Therefore, even though Enceladus is only Saturn's sixth-largest moon, it is amazingly active. Because of the success of the Cassini mission, scientists now know that geysers spew watery jets hundreds of kilometers out into Space, originating from what may well be a vast subsurface sea. These jets, which erupt from fissures in the little moon's icy shell, whisper a siren's song to bewitched astronomers. This is because the jets suggest that the icy moon may harbor a zone where life might have evolved. The jets dramatically spray water ice from numerous fissures near the south pole, that have been playfully termed "tiger stripes." The "tiger stripes" look like giant scratches made by a tiger's raking claws.
"Since time immemorial, humanity has looked up and wondered what made the man in the Moon. We know the dark splotches are large, lava-filled, impact basins that were created by asteroid impacts about four billion years ago. GRAIL data indicate that both the near side and the far side of the Moon were bombarded by similarly large impactors, but they reacted to them much differently," noted Dr. Maria Zuber, GRAIL principal investigator, in a November 7, 2013 NASA Jet Propulsion Laboratory (JPL) Press Release. Dr. Zuber is of the Massachusetts Institute of Technology (MIT) in Cambridge, Massachusetts. The JPL is located in Pasadena, California.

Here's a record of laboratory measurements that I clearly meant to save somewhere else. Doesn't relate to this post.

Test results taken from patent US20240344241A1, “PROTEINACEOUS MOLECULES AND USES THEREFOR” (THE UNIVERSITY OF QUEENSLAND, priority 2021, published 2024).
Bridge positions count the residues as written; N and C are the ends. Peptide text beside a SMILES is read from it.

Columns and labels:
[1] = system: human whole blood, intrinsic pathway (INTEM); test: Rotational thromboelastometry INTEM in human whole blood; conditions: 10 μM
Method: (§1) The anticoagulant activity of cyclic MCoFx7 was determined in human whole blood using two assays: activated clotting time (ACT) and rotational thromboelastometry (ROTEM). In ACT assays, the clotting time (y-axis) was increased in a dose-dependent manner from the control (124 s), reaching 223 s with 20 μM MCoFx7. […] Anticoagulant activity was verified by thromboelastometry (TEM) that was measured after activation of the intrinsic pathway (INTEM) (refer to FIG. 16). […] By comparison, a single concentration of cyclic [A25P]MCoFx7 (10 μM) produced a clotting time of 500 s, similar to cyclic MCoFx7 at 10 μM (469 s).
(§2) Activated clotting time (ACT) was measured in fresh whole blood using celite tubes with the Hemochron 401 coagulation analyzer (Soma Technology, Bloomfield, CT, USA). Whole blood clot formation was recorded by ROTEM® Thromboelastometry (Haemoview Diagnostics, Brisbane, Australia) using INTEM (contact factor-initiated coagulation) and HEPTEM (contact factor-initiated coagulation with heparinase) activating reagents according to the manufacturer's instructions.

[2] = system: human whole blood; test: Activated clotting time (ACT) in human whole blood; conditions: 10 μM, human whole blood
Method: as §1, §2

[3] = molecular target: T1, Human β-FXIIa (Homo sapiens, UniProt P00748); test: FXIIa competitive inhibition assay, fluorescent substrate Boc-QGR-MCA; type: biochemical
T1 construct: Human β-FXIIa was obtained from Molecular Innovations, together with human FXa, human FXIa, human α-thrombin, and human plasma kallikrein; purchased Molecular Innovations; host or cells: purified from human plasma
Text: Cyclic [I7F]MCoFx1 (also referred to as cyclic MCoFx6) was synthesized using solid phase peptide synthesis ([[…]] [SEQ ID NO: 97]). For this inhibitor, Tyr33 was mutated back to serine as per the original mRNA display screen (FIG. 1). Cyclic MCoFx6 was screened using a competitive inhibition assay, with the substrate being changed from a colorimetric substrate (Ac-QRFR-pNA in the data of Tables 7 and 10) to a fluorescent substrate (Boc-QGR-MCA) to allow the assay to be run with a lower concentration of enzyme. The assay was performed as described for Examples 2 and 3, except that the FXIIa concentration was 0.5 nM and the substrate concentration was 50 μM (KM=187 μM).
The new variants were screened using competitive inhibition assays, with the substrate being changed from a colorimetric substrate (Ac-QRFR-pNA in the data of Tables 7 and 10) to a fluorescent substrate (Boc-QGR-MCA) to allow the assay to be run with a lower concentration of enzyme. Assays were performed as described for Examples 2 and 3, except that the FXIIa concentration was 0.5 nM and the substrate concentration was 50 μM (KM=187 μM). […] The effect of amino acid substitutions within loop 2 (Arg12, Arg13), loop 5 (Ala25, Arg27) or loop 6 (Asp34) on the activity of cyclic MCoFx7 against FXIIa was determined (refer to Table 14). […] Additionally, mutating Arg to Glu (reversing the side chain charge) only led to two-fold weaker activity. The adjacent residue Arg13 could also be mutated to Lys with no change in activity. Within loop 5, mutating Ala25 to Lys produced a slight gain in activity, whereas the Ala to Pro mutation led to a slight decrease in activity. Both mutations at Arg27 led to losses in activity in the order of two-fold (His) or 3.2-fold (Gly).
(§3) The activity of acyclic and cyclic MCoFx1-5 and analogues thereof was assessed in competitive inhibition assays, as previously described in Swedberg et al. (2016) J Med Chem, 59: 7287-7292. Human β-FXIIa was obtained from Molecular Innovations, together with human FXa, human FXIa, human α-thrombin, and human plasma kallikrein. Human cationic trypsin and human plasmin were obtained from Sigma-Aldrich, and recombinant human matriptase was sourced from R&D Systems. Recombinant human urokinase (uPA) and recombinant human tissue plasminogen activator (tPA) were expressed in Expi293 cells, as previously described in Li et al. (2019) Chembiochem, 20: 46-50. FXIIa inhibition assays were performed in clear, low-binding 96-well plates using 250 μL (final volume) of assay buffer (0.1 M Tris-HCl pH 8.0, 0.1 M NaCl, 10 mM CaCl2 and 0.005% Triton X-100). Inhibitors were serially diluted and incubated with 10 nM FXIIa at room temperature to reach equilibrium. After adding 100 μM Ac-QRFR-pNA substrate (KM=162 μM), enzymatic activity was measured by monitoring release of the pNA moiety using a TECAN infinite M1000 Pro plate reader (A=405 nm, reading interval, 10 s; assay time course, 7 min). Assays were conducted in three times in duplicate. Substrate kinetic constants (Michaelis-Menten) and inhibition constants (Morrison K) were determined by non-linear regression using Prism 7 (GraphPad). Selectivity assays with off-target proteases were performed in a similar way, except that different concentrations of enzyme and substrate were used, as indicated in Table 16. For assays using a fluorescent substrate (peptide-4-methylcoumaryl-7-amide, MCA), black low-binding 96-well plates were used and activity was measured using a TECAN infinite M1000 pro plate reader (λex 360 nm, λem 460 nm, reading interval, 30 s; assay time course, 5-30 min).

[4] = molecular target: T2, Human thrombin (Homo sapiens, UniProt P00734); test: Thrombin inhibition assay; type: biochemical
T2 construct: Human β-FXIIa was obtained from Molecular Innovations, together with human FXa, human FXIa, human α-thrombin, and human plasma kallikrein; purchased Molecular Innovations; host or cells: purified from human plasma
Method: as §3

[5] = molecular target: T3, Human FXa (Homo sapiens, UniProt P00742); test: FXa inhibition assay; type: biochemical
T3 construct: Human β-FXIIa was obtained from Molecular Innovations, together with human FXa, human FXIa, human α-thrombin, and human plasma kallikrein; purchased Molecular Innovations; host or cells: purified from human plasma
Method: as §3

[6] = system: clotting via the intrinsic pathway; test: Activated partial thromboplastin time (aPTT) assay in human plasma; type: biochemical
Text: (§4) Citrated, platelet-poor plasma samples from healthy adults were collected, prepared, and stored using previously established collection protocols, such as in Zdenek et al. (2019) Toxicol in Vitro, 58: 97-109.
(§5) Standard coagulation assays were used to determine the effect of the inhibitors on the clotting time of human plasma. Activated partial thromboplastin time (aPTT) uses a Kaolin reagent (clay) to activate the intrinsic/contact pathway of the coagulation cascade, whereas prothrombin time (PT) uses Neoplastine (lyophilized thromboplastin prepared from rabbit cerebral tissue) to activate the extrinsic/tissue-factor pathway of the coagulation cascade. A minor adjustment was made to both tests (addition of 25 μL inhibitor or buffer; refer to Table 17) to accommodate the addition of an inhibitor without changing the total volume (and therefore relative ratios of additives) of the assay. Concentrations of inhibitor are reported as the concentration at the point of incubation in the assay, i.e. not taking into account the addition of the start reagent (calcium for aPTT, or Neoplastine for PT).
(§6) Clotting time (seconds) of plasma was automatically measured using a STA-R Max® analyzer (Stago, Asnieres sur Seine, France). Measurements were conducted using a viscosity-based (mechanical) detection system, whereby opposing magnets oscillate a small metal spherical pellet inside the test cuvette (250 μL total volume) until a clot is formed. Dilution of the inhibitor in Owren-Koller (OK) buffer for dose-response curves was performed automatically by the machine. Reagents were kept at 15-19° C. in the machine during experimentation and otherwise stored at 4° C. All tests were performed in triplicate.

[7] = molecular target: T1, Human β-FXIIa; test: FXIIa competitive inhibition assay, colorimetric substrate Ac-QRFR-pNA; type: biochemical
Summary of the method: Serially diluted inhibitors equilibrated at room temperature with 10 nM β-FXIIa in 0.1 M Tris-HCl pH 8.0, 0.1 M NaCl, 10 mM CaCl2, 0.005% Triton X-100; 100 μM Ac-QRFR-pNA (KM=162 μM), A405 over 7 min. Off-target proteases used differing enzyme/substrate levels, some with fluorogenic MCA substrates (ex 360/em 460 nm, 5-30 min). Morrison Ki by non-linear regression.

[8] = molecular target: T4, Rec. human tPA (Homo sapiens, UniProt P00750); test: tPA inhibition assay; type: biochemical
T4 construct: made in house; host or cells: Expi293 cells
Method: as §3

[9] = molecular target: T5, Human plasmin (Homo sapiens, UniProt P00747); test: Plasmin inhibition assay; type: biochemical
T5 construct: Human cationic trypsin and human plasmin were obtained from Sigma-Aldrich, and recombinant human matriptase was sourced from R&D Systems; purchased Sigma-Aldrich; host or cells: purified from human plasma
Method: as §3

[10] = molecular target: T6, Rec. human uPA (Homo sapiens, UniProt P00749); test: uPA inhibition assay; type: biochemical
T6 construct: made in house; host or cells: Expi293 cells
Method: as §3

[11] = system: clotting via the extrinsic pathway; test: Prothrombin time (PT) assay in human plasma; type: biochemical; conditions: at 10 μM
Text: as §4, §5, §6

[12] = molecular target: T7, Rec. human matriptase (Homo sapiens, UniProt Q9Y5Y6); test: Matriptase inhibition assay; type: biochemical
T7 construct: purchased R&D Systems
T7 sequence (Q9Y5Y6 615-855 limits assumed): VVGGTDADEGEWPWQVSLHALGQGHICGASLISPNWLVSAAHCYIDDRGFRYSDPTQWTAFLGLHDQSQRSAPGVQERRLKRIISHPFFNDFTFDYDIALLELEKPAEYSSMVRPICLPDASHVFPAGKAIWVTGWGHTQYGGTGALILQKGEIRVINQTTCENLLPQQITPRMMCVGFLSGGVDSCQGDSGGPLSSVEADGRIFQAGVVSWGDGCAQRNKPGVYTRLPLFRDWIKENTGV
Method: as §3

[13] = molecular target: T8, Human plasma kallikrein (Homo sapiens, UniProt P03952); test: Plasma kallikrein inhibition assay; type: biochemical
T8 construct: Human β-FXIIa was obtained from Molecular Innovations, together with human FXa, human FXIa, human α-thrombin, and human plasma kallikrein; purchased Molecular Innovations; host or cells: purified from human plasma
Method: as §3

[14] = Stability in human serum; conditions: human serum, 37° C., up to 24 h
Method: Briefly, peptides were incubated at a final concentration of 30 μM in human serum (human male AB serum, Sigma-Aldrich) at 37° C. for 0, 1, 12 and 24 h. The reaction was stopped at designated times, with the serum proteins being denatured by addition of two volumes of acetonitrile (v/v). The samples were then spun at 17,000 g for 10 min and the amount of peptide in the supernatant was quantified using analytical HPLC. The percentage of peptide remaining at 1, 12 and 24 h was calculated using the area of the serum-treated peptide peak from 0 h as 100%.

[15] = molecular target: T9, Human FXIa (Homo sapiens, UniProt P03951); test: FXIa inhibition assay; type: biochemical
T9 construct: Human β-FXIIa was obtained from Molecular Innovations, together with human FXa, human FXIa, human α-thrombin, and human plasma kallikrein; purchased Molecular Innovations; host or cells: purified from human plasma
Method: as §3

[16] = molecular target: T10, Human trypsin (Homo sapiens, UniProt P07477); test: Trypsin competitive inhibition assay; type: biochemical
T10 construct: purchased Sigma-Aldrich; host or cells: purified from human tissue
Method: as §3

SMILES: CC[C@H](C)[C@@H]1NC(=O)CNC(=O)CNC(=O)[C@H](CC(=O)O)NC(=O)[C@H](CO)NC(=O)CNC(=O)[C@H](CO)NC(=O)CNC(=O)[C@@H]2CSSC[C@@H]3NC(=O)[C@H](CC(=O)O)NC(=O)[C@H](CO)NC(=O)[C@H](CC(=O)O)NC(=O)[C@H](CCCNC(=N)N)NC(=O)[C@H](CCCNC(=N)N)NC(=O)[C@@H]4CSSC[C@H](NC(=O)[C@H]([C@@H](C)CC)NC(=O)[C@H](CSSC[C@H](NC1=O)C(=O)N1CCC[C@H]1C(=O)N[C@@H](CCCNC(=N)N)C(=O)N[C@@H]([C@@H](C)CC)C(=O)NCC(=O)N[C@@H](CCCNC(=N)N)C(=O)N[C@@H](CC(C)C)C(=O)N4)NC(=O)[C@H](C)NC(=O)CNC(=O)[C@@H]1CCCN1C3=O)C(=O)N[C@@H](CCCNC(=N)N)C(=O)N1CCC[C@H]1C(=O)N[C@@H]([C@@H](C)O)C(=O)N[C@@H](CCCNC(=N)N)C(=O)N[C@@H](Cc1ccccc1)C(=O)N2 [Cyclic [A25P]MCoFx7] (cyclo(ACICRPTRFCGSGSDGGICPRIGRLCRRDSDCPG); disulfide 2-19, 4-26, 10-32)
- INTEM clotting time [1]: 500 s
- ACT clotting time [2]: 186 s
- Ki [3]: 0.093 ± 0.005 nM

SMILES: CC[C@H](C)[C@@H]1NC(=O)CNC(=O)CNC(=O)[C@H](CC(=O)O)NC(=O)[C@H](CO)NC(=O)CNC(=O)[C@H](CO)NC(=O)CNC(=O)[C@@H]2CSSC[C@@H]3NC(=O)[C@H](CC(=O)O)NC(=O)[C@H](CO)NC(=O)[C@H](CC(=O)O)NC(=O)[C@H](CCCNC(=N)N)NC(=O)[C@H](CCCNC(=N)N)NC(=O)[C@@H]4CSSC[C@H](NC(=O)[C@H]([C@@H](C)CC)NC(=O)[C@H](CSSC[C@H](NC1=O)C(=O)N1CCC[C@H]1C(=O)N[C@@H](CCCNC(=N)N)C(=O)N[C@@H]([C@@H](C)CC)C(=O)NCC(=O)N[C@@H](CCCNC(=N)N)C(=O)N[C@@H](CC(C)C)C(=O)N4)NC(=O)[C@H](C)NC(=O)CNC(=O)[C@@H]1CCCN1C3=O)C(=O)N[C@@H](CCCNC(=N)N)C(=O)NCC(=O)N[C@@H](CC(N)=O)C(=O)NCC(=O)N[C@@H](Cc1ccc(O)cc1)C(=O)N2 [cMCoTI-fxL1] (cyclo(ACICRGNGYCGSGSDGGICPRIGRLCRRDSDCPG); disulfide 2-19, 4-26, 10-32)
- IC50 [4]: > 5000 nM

Earth's Moon is enchanting; bewitching. The face of the "man"--that some cultures see etched on its brilliant surface--is really composed of the dark areas of the lunar maria (Latin for "seas"), and the lighter highlands of the Moon's surface. Some cultures tell of other examples of strange images seen on the Moon's lovely disk, such as the "Moon Rabbit".